When the time comes to buy a new printer for your office, the choices can be overwhelming. Here’s a handy, at-a-glance guide to getting your decision right – and saving yourself some money along the way.
When you’re trying to pick a new printer for your small business, there are a number of options available to you to choose from – and getting that decision right can be a bit of a minefield. Do you need an inkjet printer, or a laser or LED printer? Colour or monochrome? Single function or multi-function? How many pages will it need to print each month? How fast does it need to be? How quiet? How much do you want to spend on consumables? There are lots and lots of questions that need answering…
A quick poll around a few small business owners recently revealed that, by and large, most of them responded that price was a major determining factor in purchasing new hardware for their office.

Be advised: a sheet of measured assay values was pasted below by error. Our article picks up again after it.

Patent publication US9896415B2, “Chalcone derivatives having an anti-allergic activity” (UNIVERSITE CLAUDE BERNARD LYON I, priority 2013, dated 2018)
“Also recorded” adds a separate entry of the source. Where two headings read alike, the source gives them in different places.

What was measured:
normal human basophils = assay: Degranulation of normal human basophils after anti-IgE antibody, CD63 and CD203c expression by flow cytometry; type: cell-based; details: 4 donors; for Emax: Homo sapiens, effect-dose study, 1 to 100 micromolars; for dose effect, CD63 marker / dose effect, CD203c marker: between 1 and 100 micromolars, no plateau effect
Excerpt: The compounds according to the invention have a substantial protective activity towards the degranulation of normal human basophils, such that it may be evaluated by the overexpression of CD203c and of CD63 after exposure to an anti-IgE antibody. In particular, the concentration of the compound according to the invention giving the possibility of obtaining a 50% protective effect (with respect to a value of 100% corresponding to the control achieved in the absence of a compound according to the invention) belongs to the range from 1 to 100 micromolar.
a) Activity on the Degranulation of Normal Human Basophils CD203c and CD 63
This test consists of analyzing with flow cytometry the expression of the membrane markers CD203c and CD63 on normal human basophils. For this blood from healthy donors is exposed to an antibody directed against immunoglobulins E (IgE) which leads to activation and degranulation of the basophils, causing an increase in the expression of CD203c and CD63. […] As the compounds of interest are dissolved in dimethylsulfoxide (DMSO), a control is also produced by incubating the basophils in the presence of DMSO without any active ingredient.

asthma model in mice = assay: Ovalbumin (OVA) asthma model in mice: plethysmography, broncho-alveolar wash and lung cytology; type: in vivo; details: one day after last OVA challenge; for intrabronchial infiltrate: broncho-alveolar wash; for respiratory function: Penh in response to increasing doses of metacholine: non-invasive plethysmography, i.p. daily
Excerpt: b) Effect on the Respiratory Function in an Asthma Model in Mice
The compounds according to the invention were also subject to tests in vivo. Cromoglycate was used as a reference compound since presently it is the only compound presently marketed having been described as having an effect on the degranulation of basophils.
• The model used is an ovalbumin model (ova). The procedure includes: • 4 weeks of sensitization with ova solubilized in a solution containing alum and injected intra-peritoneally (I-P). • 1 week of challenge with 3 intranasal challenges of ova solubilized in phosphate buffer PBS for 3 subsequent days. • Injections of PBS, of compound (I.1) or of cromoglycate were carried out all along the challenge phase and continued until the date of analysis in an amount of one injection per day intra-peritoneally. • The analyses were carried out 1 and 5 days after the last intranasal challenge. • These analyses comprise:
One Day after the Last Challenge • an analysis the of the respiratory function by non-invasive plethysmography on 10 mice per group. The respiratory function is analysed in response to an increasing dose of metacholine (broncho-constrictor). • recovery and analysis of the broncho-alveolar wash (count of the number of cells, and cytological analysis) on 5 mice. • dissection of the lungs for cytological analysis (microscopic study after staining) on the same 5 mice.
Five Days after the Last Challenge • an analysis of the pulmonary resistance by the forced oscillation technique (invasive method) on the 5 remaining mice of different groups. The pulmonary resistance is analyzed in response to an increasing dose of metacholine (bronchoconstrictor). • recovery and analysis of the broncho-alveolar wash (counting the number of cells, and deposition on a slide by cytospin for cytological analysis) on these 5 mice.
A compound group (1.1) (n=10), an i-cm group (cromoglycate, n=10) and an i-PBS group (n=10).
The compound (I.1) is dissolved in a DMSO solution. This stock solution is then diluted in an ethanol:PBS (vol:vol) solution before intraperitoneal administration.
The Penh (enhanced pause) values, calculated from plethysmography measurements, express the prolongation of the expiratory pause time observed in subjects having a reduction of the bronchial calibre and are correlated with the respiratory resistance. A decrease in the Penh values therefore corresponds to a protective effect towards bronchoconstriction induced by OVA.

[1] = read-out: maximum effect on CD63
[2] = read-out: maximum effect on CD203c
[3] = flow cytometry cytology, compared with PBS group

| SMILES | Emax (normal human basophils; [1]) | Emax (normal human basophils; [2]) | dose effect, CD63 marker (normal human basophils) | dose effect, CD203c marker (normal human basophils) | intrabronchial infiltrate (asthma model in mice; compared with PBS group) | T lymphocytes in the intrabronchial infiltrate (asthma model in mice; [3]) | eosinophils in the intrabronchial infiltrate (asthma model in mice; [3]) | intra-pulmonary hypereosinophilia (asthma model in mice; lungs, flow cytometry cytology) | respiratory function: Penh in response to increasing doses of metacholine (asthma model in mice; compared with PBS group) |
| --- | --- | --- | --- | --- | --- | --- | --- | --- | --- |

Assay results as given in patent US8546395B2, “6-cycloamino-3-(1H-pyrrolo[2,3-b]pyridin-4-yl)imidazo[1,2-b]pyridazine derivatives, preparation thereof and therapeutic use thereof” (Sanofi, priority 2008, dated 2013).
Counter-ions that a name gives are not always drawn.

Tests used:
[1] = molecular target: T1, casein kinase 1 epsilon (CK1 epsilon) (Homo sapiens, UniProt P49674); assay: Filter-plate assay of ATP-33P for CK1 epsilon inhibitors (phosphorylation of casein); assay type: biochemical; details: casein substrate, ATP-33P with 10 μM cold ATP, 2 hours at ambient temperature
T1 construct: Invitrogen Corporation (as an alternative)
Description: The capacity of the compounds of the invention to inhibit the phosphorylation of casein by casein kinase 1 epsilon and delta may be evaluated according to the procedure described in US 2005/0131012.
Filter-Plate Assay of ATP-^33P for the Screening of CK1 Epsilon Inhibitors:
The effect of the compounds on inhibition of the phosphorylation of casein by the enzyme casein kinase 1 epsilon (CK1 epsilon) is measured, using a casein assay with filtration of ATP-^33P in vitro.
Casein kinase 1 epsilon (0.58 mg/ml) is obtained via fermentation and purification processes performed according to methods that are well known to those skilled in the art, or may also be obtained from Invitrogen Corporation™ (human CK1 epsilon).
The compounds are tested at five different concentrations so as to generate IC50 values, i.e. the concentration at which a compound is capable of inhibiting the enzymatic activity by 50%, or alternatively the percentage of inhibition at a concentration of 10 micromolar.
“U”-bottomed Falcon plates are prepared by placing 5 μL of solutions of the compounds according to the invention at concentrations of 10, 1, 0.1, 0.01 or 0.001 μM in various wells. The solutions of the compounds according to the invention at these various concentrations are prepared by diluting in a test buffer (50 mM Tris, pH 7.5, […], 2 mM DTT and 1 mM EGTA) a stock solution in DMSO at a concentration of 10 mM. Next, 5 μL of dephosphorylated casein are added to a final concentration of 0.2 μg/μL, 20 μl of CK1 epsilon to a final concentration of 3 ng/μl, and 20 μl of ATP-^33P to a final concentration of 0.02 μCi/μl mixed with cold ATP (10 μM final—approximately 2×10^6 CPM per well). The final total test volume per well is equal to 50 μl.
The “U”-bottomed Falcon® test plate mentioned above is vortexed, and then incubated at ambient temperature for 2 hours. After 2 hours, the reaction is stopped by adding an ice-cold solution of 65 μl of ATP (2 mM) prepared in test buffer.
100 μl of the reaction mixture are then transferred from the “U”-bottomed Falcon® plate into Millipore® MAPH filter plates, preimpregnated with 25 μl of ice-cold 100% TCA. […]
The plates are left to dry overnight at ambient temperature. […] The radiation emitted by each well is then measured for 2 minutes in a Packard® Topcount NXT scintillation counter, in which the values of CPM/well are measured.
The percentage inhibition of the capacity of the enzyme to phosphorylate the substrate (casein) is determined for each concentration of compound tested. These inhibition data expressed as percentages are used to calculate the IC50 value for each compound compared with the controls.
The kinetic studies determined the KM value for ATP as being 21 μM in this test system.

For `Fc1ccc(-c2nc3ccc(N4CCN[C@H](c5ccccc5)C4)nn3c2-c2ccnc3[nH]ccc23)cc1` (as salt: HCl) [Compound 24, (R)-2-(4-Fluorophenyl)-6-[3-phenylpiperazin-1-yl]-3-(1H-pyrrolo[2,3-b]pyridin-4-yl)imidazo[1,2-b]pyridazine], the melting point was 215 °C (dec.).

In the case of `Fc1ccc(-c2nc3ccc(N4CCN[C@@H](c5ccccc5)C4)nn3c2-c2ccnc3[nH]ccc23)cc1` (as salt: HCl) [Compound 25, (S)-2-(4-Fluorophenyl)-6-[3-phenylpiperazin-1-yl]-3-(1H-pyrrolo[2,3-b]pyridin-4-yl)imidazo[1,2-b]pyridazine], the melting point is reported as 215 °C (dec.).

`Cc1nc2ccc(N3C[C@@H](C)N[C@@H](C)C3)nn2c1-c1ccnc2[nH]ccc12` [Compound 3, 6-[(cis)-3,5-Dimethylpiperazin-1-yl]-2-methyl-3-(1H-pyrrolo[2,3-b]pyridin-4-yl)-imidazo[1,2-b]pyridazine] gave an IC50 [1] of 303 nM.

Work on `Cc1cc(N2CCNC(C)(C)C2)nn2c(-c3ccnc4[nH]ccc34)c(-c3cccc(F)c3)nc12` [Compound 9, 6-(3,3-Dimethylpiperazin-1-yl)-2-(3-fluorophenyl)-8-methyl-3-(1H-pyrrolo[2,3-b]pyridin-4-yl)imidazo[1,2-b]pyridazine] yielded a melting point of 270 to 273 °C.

However, it’s important to remember that choosing the right printer to suit your needs is arguably far more important than simply picking the cheapest unit on the shelves and hoping for the best when you get it home.
So – how do you figure out which printer will suit your needs? There is a bewildering array of makes, models and even functional styles available, at just about every imaginable price point as well. It can be baffling, to say the least.
Do you need a LaserJet, InkJet or LED printer?
Choosing between a Laserjet, inkjet or LED printer can be a hard decision to make – but there are a few things you need to understand about each of them that should help you to choose.